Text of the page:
Thecb program Review Report; dhh, sped, VI program Review, 2015



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2015: THECB Program Review Report; DHH, SPED, VI

Program Review, 2015

Deaf and Hard of Hearing (DHH, Undergraduate)


Special Education (SPED; BSIS, M.Ed. Initial Certification and M.Ed. Diagnostician)
Visual Impairment (VI, M.Ed. in Special Education – Certification as Teacher of the Visually Impaired)
Program Review (Overview)

TABLE OF CONTENTS


  1. Deaf and Hard of Hearing (DHH, Undergraduate)

  2. Special Education (BSIS, M.Ed. Initial Certification, and M.Ed. Diagnostician)

  3. Visual Impairment (VI, M.Ed in Special Education -Certification as Teacher of the Visually Impaired)


I. Deaf and Hard-of Hearing (DHH) Self-Study Review (Undergraduate) 4-21

Introduction 04

Faculty Qualifications 04

Full-time/Part-time (F/P) Faculty 04

Additional Faculty 07

Faculty Publications 07

Faculty External Grants 08

Faculty Teaching Load 08

Faculty/Student Ration 08

Student Demographics 09

Student Time-to-Degree 10

Student Publication and Awards 12

Student Retention, Graduation, Enrollment Rates, and Degrees Conferred 12

Graduate Licensure Rates & Placement 14

Alignment of Program with Stated Program and Institutional Goals & Purposes 15

Program Curriculum and Duration in Comparison to Peer Programs 15

Program Facilities and Equipment 19

Program Finance and Resources 20

Program Administration 20

Conclusion 20


II. THECB Special Education … (BSIS; M.Ed. initial certification; M.Ed. Diagnostician) 22-78

Faculty Qualifications 22

Faculty Publications 25

Faculty External Grants 26

Faculty Teaching Load 27

Faculty/Student Ratio 28

Student Information by Program 28

Program and Accreditation Standard Alignment 36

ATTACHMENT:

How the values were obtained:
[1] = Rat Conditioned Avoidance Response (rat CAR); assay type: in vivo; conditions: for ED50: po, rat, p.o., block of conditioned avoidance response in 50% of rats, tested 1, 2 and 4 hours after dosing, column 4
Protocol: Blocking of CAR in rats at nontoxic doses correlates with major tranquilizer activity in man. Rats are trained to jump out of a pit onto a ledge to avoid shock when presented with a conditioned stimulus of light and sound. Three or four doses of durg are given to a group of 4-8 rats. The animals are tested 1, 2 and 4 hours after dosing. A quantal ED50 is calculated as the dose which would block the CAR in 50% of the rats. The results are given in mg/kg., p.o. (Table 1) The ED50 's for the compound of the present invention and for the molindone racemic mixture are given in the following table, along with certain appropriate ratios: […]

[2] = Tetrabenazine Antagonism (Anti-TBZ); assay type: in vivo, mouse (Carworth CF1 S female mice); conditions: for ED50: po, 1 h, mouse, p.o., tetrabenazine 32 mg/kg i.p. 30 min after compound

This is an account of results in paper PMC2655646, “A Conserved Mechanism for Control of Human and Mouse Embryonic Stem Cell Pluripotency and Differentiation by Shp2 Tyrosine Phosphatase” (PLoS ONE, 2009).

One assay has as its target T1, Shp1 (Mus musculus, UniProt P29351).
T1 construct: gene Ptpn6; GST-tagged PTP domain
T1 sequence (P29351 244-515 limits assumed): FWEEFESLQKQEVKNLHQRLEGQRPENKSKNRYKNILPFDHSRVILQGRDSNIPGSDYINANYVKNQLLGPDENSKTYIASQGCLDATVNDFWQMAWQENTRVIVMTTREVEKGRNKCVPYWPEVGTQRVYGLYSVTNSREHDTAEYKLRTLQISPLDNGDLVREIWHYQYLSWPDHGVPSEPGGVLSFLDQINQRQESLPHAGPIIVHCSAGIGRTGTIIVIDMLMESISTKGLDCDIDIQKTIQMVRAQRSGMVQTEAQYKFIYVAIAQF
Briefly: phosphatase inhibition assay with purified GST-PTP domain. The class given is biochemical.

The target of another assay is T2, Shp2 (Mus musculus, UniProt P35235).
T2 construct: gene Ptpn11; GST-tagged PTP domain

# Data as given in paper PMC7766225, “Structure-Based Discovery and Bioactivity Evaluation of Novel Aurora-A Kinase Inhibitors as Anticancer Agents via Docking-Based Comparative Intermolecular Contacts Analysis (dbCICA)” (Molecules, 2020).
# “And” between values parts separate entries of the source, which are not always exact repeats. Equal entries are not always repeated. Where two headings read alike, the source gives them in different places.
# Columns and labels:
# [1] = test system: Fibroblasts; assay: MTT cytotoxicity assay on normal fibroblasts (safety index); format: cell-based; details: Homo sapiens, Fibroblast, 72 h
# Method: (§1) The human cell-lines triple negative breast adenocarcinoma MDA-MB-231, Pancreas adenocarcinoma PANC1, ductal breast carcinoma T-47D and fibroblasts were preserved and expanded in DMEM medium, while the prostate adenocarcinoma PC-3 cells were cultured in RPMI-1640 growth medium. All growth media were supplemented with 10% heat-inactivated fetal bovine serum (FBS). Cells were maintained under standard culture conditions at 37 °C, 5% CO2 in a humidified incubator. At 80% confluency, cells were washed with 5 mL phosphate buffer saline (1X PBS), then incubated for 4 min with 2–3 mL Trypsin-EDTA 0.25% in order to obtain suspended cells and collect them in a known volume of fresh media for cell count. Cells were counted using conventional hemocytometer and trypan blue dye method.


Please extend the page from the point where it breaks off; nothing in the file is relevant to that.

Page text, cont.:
Principal Undergraduate Assessment Findings Based on CEC Standards 37

BSIS 37


M.Ed. in Special Education with Initial Teacher Certification 55

M.Ed. in Special Education with Certification as an Educational Diagnostician 70

Program Finance and Resources 78

Program Administration 78

III. Visual Impairment 79-123

Faculty Qualifications 79

Faculty Publications 83

Faculty External Grants 84

Faculty Teaching Load 85

Faculty/Student Ratio 86

Student Demographics 86

Personnel Prep Advisory Group (PPAG) 86

M.Ed. in Special Education – Certification as Teacher of the Visually Impaired 90

Student Publications and Awards 91

Student Enrollment and Retention Rates 92

Student Graduation Rates 94

Graduate Licensure Rates 96

Graduate Placement 96

Number of Degrees Conferred Annually 97

Program and Accreditation Standard Alignment 98

Assessment of Student Learning and Alignment with CEC 102

Program Curriculum and Duration in Comparison to Peer Programs 122

Program Facilities and Equipment 122

Program Finance and Resource 122

Program Administration 89
Deaf and Hard-of-Hearing (DHH) Self-Study Review

(Undergraduate)
Introduction

The following document serves as the program report for the Deaf and Hard of Hearing (DHH) program in the James I. Perkins College Education at Stephen F. Austin State University (SFASU). The SFASU DHH program is a four-year, undergraduate educator preparation program (EPP), offering educator preparation for students desiring to teach deaf and hard of hearing students in grade PK – 12. The DHH degree offers students opportunity to obtain highly-qualified status with a Texas educator certification in Deaf and Hard of Hearing (PK – 12). This report spans a seven year period (2008 – 2015) and was compiled for review by The Higher Education Coordinating Board.


Faculty Qualifications
The DDH program employs three full-time faculty.  Additionally, adjunct faculty are utilized on a semester-by-semester basis according to program needs.  The following table lists the qualifications (including education, courses taught, certifications, and/or licensures) of the current full-time faculty and part-time faculty (2014 - 2015 academic year). Also following is a description of the current full-time and part-time faculty.
Full-Time/Part-Time (F/P) Faculty: